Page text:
What is Guerrilla Warfare?
Special Ops Units are elite forces that engage in unconventional
(i.e., guerrilla) warfare. Today the US military relies heavily on elite
units like the Rangers, Green Berets, Delta Force, and SEALs to accomplish
missions requiring smaller, more highly skilled and specialized units.
Guerrilla is Spanish for "little war" and it originated with
the actions of small bands of Spanish soldiers who fought against
Napoleon’s French army in the Peninsular War (1807-1814).
Sun Tzu argued that the way to defeat a more powerful enemy is to employ
your strength to exploit his weaknesses. Chinese Communist leader Mao
Zedong described his tactics: "The enemy advances, we retreat; the
enemy camps, we harass; the enemy tires, we attack; the enemy retreats,
The Swamp Fox -- General Francis Marion
The Beginnings of Army Special Operations in America
During the 17th Century, European wars were fought by assembling
large formations and meeting the enemy on open ground--tactics that were
unsuitable for America’s limited manpower and vast wilderness areas.
The history of US Special Operations Units begins with the French and
Indian Wars (1754-1763), where France and it’s colonial allies fought
against England and it’s colonial allies. France and England had been
battling each other off and on in Europe for centuries. In the new
world, France laid claim to most of the US west of the Blue Ridge
mountains—land that was later sold to the US as the Louisiana
Purchase. France claimed the land, but couldn’t control the vast
territories and when English colonists began settling there it led to
Early in the war, the objective was to harass the enemy till he decided
to leave an area. Small independent units were much more effective in
pursuit of this goal.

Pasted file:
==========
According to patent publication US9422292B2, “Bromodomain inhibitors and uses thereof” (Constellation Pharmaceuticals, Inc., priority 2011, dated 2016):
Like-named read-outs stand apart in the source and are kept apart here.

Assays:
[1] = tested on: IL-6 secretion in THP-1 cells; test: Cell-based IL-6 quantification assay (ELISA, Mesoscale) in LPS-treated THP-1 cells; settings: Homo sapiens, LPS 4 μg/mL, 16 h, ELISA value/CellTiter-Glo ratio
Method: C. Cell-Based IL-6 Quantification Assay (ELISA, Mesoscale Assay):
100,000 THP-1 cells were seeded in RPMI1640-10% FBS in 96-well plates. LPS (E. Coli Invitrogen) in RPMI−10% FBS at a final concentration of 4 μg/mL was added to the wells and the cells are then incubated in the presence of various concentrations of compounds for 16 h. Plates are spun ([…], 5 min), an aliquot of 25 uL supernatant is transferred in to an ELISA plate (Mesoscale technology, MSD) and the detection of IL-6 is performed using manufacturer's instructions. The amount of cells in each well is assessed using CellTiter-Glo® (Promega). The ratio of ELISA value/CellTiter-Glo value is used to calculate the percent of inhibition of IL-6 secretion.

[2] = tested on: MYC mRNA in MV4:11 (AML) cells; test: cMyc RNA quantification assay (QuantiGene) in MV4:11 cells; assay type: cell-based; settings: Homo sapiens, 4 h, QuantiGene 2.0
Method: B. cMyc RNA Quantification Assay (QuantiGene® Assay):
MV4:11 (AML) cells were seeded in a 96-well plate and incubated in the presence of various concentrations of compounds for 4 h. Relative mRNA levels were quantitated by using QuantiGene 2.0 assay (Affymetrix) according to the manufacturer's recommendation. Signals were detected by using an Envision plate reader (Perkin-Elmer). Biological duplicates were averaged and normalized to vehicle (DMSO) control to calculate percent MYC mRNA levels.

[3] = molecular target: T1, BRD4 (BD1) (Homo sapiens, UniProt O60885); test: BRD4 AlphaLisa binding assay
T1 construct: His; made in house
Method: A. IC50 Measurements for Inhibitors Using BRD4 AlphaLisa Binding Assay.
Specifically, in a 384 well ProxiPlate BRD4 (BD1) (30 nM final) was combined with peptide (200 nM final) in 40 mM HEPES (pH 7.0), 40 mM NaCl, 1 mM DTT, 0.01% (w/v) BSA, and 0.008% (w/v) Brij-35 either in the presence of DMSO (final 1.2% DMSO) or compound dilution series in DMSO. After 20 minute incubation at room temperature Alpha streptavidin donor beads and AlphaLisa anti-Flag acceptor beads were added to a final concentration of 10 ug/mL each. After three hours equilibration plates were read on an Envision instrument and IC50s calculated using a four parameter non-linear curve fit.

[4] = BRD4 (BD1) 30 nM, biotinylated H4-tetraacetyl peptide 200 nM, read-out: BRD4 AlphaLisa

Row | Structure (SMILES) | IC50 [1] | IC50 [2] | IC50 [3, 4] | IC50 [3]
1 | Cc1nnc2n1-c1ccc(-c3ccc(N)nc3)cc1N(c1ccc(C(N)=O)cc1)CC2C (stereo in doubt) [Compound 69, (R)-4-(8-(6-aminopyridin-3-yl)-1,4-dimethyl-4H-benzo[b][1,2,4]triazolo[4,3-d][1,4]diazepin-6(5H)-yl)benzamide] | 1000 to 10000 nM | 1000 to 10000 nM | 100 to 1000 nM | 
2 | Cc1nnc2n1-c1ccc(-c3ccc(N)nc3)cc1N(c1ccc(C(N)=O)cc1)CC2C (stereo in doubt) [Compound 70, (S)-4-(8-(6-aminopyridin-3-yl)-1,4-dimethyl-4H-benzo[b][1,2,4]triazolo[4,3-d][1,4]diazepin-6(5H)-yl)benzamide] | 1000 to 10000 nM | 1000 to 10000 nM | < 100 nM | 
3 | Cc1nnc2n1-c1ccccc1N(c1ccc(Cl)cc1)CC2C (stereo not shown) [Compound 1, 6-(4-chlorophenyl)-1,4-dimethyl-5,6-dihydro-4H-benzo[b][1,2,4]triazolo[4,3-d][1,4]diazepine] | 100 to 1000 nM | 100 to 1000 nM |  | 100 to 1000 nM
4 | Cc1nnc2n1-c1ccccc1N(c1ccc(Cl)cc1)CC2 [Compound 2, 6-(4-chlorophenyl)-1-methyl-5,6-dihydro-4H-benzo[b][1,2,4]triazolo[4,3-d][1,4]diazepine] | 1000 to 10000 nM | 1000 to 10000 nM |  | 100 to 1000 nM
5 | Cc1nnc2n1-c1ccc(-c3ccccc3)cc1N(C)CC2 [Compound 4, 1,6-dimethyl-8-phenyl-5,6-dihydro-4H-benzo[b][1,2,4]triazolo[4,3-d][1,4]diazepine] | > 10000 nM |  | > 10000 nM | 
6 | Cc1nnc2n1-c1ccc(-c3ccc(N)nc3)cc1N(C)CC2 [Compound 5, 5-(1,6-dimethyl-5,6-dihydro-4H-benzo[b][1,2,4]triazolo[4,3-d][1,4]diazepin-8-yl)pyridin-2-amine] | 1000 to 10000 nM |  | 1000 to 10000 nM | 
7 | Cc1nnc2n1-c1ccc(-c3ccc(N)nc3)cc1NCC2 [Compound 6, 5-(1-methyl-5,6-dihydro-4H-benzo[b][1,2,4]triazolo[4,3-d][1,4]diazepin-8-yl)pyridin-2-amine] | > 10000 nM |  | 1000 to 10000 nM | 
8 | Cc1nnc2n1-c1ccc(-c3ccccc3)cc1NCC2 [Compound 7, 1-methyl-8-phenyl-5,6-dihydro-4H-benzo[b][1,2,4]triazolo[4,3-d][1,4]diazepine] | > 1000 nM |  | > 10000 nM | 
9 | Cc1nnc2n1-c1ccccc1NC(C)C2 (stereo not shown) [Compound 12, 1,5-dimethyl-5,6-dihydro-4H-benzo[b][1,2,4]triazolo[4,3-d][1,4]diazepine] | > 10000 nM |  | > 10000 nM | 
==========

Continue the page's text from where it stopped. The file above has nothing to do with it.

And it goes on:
The first and most famous of these units was known as "Rogers'
Rangers" after their commander Major Robert Rogers. The Rangers
wore distinctive green outfits and practiced tactics called
"Rogers' Rules of Ranging," that the British considered
unsporting, if not downright cowardly because they included sound advice
such as, "If you are obliged to receive the enemy's fire, fall, or
squat down, till it is over; then rise and discharge at them."
Major Rogers hired men solely on merit and shocked regular commanders
with his use of Indians and freed slaves
Rogers Rangers roamed the countryside between the New England states and
Detroit attacking French army supply convoys and small units. They also
sacked and burned French colonial homes and farms. These tactics were
effective in forcing the French and their allies to abandon the
countryside and concentrate their forces in Quebec, Montreal and
Detroit. The British and their colonial allies then concentrated their
forces to lay siege to each city in turn until it fell and they could
move on to the next. By the time Detroit fell the British had control
over all of North America
The Swamp Fox
The greatest guerrilla fighter in the American Revolution was General
Francis Marion. He formed Marion's Brigade in 1780, with one hundred
fifty tattered and penniless patriots. None received pay, food, or even
ammunition from the Continental Army, but they terrorized the British
Army in South Carolina and Georgia with a series of hit and run raids in
the face of overwhelming odds. Marion and his men would strike swiftly
and then vanish into the swamps. His tactics were so effective that he
was nicknamed "The Swamp Fox" by one very frustrated British
Later in the war, Marion and his men combined with the larger regular
army forces operating in the area to attack and defeat the British in
South Carolina’s big cities. In 1781, he rescued an American unit that
was surrounded by British forces at Parker’s Ferry, South Carolina,
and received the thanks of Congress for his efforts. His victories
eventually drove British forces out of South Carolina entirely.
For more guerrilla warfare, see Guerrilla
Warfare Part 2: The Civil War